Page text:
Paul Costa and Bellete W Yohannes Bureau of Sanitation City of Los Angeles

The City of Los Angeles owns and operates four treatment plants with a combined treatment capacity of over 460 million gallons per day. Discharging into this treatment system are over 9,000 industrial users. Flow into this system not only includes the City of Los Angeles, but an additional 29 contract agencies including eight cities. Universal City, and the Long Beach Naval Shipyard.

The operation of these four treatment plants generates approximately 260 dry tons/day of sludge. Since November of 1987, the method of ocean disposal of this sludge has ceased. This has left the City with various land disposal options. With these disposal options comes specific pollutant concentrations established by the federal government and which may not be exceeded if this sludge is to be used for alternative uses or disposed of in a sanitary landfill.

The Bureau of Sanitation, Enforcement Division was given the task to initiate a heavy metals reduction program in an effort to reduce the amount of heavy metals entering the wastewater collection system. This project commenced in June of 1988 with these major objectives:

1. IDENTIFICATION OF MAJOR SOURCES OF CONTRIBUTION

Sources included industrial users in the City of Los Angeles, contract, cities that discharge into the Los Angeles sewer collection system, and influences from domestic sources.

2. ESTIMATION OF QUANTITIES

Once the sources were identified, methodology would be set to determine the percent contribution from each source.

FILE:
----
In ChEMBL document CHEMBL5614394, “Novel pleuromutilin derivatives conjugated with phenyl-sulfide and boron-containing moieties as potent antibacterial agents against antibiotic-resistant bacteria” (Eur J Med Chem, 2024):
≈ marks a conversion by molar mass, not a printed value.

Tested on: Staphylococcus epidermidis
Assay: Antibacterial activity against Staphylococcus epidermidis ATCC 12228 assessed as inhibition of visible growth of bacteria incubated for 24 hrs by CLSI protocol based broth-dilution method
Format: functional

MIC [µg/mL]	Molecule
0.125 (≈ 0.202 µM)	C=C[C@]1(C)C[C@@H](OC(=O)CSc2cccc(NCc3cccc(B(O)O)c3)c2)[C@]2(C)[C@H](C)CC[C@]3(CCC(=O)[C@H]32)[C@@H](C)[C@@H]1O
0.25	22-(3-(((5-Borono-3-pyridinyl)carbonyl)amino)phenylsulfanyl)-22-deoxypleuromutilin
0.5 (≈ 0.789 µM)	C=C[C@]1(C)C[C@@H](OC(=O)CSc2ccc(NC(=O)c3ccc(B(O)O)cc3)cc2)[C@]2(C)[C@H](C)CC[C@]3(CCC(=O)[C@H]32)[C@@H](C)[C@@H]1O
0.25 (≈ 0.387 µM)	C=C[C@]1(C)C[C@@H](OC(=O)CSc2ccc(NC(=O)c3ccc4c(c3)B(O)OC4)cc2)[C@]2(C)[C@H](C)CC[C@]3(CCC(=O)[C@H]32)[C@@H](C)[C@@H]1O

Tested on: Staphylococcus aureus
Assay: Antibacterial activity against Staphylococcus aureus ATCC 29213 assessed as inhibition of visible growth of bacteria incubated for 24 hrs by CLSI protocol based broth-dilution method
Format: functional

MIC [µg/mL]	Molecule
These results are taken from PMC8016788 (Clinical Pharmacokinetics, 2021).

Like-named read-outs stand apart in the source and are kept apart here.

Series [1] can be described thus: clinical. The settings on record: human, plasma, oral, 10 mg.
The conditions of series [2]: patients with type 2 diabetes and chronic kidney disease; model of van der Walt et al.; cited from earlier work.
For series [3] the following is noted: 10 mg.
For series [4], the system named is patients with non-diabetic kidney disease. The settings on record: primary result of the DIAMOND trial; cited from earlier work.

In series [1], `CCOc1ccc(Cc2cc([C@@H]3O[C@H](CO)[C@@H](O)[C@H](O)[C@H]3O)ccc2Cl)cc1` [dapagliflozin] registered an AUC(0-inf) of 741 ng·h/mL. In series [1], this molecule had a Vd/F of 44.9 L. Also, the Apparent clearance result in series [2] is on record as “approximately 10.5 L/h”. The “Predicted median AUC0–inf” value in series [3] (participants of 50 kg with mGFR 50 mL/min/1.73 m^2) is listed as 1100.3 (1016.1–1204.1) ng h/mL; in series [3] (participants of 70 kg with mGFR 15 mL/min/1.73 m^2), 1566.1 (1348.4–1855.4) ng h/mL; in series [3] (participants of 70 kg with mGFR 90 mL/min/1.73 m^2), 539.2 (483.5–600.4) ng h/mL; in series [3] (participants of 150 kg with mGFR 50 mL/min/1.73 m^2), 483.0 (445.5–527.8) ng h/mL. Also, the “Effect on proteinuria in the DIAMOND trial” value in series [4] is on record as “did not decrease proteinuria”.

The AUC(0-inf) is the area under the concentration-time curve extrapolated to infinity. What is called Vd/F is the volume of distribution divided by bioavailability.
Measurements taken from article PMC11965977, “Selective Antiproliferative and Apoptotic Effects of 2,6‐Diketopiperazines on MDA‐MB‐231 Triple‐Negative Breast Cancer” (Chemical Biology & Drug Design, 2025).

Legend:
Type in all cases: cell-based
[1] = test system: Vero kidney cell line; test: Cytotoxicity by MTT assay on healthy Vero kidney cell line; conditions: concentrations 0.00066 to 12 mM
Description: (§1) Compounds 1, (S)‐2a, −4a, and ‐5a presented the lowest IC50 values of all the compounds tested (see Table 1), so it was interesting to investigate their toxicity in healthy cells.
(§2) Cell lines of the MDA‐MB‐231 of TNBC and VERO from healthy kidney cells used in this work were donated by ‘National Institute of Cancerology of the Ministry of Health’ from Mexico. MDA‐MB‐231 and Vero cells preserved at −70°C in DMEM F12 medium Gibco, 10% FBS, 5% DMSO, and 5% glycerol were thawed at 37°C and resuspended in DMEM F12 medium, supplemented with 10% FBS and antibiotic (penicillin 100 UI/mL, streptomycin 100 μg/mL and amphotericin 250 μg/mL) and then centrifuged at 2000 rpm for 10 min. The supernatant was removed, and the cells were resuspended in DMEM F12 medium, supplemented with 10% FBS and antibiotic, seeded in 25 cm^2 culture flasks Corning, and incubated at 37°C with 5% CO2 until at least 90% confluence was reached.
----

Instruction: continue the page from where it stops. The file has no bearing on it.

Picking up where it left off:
3. PROGRAM DEVELOPMENT

After a preliminary investigation of the current influent loadings of each metal entering the Hyperion Treatment Plant (HTP) a program would be developed in which consideration would be given to areas having the greatest potential for reduction, priortization of target metals, and cost effectiveness of program implementation.

4. PROGRAM IMPLEMENTATION

Once the above steps were completed, program implementation would commence with monitoring being conducted to ascertain program success.

With the completion of steps one and two, in June 1988 Phase I - Cadmium Reduction commenced.

Phase I Results;

After targeting cadmium as the metal of first concern, a program was developed in which an estimated 25-30% reduction of cadmium was obtainable. The program targeted industrial users in the City of Los Angeles which had significant amount of cadmium onsite. These facilities were further divided into groups according to geographical region and cumulative impact on the Hyperion system. The first group consisted of industrial users in the San Fernando Valley.

The program consisted of an indepth monitoring and site assessment of firms known to be using cadmium. Site assessment included a review of process operations which used cadmium, pretreatment capabilities, wastewater discharge analysis, and hazardous waste management techniques.

Once this information was gathered, appropriate action was taken which included progressive enforcement actions against facilities in violation of discharge standards, and limited onsite instruction on proper hazardous waste management techniques.

As a result of the implementation of this program, there has been a discernable reduction of the cadmium entering the Hyperion system. This was also apparent in the reduced cadmium concentration in the sludge at Hyperion Treatment Plant.

This program is continuing and will be expanded to include future reductions through increased enforcement, permitting, and providing technical assistance in areas of waste management and reduction.

Source Reduction Opportunities

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